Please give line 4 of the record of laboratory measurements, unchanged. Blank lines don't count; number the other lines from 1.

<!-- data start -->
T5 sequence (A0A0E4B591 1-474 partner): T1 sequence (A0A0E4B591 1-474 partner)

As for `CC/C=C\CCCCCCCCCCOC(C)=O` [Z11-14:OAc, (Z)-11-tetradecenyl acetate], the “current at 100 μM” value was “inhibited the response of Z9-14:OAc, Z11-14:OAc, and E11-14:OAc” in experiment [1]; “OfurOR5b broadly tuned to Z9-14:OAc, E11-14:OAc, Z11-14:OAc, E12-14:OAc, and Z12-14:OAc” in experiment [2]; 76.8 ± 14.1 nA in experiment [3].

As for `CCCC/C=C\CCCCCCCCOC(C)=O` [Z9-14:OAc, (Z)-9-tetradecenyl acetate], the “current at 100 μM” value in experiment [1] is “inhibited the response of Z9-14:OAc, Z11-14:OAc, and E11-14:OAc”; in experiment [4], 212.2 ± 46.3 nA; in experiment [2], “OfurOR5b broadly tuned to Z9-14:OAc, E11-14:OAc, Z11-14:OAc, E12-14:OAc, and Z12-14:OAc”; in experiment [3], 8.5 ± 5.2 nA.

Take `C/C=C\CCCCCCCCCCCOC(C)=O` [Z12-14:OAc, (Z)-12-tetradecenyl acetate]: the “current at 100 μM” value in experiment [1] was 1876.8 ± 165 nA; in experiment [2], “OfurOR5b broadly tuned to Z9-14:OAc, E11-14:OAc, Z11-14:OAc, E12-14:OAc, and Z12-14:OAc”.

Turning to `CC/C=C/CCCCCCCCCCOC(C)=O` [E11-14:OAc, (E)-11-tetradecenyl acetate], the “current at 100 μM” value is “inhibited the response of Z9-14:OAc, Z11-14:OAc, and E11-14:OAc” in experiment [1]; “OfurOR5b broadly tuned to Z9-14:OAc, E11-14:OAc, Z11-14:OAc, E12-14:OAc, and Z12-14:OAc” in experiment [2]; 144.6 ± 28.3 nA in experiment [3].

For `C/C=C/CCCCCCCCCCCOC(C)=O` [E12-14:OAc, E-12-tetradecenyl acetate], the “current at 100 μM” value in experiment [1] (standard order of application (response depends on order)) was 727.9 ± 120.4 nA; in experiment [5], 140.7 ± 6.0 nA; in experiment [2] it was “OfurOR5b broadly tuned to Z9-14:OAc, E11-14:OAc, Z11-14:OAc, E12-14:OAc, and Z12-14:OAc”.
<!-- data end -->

Take `C/C=C\CCCCCCCCCCCOC(C)=O` [Z12-14:OAc, (Z)-12-tetradecenyl acetate]: the “current at 100 μM” value in experiment [1] was 1876.8 ± 165 nA; in experiment [2], “OfurOR5b broadly tuned to Z9-14:OAc, E11-14:OAc, Z11-14:OAc, E12-14:OAc, and Z12-14:OAc”.